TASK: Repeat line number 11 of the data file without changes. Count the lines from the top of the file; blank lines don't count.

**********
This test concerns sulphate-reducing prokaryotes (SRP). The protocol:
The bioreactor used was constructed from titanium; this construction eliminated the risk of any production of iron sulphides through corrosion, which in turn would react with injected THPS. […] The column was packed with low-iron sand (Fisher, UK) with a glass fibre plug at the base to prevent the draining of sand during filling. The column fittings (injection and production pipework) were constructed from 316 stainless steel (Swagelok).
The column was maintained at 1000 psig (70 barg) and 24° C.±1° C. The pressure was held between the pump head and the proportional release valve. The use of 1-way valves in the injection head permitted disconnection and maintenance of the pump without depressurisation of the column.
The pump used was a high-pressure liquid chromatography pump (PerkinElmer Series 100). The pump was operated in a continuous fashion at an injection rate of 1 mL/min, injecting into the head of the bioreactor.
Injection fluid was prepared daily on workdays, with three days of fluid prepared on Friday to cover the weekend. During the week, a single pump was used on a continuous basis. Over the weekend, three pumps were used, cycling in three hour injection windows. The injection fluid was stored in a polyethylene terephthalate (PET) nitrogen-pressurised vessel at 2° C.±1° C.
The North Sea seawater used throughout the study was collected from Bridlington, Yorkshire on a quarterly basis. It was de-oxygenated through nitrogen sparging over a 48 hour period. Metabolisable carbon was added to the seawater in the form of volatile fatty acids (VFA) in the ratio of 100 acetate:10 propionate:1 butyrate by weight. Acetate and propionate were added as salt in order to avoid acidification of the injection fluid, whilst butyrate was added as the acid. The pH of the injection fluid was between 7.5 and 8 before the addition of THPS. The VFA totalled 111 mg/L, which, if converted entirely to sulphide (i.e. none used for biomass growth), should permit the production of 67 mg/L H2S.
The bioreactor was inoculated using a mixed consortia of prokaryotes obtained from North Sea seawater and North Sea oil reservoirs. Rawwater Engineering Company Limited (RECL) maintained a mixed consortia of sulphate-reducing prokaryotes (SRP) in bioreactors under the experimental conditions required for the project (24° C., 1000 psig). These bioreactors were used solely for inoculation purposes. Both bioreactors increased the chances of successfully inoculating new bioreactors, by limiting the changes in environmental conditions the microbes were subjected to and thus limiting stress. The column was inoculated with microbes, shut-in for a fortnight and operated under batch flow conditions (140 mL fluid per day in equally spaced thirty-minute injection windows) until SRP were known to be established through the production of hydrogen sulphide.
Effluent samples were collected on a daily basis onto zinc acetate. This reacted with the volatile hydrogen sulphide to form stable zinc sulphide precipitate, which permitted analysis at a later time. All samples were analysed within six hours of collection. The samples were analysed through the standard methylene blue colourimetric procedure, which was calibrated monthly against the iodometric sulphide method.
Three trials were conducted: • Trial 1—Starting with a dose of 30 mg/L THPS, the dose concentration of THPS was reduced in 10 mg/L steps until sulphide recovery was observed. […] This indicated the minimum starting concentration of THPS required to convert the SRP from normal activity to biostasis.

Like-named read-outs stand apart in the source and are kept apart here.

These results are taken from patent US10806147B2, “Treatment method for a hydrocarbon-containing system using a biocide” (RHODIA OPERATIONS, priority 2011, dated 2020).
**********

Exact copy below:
These results are taken from patent US10806147B2, “Treatment method for a hydrocarbon-containing system using a biocide” (RHODIA OPERATIONS, priority 2011, dated 2020).